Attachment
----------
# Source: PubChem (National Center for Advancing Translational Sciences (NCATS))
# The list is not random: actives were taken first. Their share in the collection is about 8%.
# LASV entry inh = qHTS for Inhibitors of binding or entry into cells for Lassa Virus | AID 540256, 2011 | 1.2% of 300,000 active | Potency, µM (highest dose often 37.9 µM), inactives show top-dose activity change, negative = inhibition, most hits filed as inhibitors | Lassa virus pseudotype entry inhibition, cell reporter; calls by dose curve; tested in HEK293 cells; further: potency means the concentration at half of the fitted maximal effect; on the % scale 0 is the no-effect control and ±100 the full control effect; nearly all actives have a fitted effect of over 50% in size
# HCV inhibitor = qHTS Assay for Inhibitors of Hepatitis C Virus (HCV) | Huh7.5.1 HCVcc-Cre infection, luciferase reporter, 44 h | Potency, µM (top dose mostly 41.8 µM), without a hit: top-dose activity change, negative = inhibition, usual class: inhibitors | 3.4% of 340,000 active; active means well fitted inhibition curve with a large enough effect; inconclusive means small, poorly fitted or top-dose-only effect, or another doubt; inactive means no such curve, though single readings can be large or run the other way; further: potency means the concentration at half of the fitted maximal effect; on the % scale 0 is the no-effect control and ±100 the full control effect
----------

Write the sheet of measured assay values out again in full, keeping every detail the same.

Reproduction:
# Source: PubChem (National Center for Advancing Translational Sciences (NCATS))
# The list is not random: actives were taken first. Their share in the collection is about 8%.
# LASV entry inh = qHTS for Inhibitors of binding or entry into cells for Lassa Virus | AID 540256, 2011 | 1.2% of 300,000 active | Potency, µM (highest dose often 37.9 µM), inactives show top-dose activity change, negative = inhibition, most hits filed as inhibitors | Lassa virus pseudotype entry inhibition, cell reporter; calls by dose curve; tested in HEK293 cells; further: potency means the concentration at half of the fitted maximal effect; on the % scale 0 is the no-effect control and ±100 the full control effect; nearly all actives have a fitted effect of over 50% in size
# HCV inhibitor = qHTS Assay for Inhibitors of Hepatitis C Virus (HCV) | Huh7.5.1 HCVcc-Cre infection, luciferase reporter, 44 h | Potency, µM (top dose mostly 41.8 µM), without a hit: top-dose activity change, negative = inhibition, usual class: inhibitors | 3.4% of 340,000 active; active means well fitted inhibition curve with a large enough effect; inconclusive means small, poorly fitted or top-dose-only effect, or another doubt; inactive means no such curve, though single readings can be large or run the other way; further: potency means the concentration at half of the fitted maximal effect; on the % scale 0 is the no-effect control and ±100 the full control effect